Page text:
family dearly (his sister Landri was as close to him as could be) but he just
didn't belong. He knew he had been put in Neopia for a reason, and he was determined
one day he would find out who he was, and finally be happy.
He knew his mother had adopted him from the Adoption
Center, and sometimes worried if his feelings were something to do with his
past. He couldn't remember anything before he was adopted, and he wondered if
something had happened to him in the past before this. He would have loved to
find out about his old family, but never asked in case he hurt Arden, and he
adored her more than the world.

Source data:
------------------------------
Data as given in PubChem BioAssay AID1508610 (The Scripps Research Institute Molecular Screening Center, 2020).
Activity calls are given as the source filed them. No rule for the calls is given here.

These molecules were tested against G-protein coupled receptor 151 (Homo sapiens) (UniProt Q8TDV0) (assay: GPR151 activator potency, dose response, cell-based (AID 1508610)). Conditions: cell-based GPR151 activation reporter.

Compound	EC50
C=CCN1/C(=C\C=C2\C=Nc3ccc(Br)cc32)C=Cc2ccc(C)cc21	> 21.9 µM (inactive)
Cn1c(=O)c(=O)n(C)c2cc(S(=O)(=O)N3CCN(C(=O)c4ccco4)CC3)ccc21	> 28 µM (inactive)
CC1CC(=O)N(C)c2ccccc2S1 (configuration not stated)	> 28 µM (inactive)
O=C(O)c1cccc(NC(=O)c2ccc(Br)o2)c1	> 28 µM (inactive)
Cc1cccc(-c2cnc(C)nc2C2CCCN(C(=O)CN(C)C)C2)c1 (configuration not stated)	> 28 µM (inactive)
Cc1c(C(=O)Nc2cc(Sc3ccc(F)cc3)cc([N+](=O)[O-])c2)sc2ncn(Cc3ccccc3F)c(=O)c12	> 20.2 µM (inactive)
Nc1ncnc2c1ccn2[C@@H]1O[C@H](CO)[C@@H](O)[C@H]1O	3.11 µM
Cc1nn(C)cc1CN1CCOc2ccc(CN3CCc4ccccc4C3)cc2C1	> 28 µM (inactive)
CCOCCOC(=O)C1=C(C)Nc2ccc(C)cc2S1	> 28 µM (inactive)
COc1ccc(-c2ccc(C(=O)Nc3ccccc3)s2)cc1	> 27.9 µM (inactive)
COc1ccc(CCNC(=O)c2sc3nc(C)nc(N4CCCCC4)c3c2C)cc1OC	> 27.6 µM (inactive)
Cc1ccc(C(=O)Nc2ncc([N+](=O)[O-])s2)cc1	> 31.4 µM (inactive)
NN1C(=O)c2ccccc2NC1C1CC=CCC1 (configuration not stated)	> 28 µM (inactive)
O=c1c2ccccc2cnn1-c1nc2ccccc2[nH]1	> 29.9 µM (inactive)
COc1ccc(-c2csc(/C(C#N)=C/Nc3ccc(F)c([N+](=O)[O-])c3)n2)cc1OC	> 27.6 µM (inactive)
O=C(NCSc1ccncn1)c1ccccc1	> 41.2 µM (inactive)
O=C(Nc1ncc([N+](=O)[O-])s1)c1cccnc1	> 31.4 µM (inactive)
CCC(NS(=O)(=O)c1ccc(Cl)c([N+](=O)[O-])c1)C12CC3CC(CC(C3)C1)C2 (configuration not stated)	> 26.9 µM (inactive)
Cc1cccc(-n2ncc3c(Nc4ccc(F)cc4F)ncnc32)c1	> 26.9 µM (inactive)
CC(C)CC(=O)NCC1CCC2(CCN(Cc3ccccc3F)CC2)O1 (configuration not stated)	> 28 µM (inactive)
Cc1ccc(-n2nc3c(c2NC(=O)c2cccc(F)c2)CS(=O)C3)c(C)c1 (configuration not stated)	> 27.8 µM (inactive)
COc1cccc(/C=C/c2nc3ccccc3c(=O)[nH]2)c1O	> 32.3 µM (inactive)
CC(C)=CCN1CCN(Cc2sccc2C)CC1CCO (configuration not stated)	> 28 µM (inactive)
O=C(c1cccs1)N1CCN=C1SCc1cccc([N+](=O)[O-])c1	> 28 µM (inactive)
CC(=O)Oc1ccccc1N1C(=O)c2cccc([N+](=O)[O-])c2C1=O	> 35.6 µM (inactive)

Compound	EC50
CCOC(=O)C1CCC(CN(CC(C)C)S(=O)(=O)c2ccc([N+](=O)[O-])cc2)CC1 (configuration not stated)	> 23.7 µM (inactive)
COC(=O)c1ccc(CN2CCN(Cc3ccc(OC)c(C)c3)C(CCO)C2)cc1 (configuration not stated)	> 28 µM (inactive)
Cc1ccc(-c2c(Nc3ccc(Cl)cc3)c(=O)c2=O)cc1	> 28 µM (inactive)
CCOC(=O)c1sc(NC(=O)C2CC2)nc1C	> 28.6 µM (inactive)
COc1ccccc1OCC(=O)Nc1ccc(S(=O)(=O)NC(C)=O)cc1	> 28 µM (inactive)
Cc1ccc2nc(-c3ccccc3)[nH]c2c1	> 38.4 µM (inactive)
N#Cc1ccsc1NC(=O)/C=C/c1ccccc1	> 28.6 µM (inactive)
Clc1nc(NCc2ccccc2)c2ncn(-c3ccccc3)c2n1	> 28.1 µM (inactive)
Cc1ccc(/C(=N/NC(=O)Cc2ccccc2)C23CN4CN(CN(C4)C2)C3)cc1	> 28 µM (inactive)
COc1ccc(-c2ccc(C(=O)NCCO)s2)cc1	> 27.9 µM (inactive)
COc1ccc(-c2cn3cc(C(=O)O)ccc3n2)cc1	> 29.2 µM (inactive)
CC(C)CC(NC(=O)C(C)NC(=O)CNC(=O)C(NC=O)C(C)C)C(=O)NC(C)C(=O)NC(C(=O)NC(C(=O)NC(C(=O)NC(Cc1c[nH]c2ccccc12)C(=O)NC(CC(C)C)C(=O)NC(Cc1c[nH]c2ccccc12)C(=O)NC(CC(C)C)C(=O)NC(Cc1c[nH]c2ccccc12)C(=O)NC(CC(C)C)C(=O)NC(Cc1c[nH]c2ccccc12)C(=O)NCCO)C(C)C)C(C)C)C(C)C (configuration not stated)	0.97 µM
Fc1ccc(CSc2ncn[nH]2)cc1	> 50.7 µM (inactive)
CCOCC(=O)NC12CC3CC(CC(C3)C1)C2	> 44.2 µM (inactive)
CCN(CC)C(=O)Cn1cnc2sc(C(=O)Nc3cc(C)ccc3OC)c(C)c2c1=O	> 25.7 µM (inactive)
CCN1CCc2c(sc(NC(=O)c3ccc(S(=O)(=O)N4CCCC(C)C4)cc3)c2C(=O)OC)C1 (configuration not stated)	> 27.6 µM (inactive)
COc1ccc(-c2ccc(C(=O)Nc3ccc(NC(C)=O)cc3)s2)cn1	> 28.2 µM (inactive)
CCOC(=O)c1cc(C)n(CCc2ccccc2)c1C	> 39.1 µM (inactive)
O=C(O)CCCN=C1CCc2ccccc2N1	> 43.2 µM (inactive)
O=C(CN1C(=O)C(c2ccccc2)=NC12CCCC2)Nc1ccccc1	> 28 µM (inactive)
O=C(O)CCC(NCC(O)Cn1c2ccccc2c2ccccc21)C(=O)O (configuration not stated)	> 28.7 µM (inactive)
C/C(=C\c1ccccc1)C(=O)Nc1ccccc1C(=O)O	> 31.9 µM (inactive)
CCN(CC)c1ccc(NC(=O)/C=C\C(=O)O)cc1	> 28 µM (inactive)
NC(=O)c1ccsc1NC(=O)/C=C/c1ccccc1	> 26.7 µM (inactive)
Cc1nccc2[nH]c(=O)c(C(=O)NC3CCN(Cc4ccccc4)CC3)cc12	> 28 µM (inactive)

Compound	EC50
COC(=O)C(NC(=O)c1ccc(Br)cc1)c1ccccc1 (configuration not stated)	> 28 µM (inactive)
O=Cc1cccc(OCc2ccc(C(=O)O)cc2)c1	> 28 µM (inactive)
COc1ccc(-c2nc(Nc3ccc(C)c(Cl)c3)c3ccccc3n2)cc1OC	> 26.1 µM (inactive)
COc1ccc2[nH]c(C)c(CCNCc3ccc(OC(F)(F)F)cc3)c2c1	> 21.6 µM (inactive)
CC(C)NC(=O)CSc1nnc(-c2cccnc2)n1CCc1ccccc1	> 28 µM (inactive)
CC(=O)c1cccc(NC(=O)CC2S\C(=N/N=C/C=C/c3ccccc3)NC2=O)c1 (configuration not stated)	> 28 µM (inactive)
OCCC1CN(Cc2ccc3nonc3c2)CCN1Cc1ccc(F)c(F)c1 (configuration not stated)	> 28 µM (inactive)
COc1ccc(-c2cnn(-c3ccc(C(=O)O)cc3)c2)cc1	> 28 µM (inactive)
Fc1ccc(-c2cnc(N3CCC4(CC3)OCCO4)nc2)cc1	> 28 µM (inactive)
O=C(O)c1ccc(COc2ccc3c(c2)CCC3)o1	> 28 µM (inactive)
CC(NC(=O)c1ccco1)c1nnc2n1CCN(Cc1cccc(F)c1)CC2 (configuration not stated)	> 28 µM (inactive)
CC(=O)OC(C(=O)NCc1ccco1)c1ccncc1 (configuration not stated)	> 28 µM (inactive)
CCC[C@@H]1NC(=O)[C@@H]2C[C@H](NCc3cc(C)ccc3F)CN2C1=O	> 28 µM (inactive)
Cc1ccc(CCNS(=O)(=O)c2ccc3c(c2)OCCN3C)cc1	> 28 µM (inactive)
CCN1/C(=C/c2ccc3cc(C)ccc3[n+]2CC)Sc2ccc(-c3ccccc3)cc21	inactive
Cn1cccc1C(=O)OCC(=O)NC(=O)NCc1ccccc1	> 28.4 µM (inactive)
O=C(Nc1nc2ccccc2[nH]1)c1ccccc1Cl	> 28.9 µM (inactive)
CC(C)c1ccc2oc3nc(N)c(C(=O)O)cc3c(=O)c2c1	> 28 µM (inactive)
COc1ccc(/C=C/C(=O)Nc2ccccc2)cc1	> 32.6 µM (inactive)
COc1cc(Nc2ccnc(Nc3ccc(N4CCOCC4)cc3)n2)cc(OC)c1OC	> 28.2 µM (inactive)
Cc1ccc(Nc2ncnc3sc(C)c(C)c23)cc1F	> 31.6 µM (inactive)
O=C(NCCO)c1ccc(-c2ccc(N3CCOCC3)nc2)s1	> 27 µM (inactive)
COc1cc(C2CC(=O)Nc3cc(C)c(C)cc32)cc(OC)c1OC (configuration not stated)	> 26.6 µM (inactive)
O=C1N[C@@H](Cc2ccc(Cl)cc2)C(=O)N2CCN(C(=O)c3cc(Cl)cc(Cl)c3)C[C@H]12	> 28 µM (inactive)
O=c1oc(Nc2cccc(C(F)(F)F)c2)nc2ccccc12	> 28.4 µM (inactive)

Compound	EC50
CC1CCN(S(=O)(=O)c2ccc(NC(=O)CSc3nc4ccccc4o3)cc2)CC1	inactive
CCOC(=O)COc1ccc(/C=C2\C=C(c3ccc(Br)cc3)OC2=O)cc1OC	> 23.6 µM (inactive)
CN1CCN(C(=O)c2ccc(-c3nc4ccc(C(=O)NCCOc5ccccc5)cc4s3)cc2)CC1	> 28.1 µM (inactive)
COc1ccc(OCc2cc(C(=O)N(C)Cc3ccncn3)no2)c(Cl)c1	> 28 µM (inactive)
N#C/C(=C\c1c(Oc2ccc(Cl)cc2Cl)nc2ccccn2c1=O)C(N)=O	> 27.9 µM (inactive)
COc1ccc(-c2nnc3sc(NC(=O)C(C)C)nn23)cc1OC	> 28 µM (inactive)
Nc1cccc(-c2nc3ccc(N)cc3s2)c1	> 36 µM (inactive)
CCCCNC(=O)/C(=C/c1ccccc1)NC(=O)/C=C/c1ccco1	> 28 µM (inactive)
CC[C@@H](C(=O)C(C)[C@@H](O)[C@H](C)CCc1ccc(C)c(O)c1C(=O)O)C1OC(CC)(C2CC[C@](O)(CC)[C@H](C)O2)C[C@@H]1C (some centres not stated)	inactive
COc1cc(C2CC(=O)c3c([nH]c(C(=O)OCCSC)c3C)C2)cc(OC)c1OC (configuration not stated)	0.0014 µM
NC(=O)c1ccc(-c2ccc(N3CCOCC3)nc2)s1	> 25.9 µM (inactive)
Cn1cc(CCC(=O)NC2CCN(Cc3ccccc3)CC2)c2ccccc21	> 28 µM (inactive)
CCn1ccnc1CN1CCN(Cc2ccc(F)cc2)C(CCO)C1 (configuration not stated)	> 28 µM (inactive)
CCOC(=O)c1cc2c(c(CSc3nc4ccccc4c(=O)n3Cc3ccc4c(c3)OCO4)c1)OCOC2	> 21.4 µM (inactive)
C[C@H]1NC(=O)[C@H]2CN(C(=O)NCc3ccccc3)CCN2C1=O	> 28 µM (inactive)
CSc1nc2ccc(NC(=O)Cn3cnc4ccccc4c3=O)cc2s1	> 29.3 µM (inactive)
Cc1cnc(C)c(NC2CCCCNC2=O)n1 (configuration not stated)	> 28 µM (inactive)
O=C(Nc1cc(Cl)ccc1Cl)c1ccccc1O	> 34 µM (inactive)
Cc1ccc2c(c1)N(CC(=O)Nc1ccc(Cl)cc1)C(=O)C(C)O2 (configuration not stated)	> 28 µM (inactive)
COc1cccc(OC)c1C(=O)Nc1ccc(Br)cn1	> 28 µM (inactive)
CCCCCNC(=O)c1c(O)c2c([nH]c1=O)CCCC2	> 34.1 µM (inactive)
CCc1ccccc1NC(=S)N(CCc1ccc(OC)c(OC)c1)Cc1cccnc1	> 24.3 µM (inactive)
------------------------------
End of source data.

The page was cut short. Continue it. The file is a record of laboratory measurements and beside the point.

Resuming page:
"Dayon, your dinner's ready," his owner called from
downstairs, disturbing his ponderings. Sighing, he stood up and prepared himself
to put on a brave face again.
Whyte had been working all day. From dawn to dusk she had been cleaning and
cooking, sewing and dusting, until her paws were numb and blistered. The white
Zafara threw herself onto the couch, not even stopping to admire her work. All
day she had been looking after her Neohome, so when her owner Tim came home
he would be happy and praise her. He never asked her to look after the home,
but she did it anyway because she loved him and knew he couldn't do it himself.
Just as she pulled herself up again, she heard the
front door slam and saw the stumbling figure of her owner, Tim, in the hallway.
"Dad, come through here," she called, and plumped
up the old cushions for him. He appeared in the doorway, his brown hair messy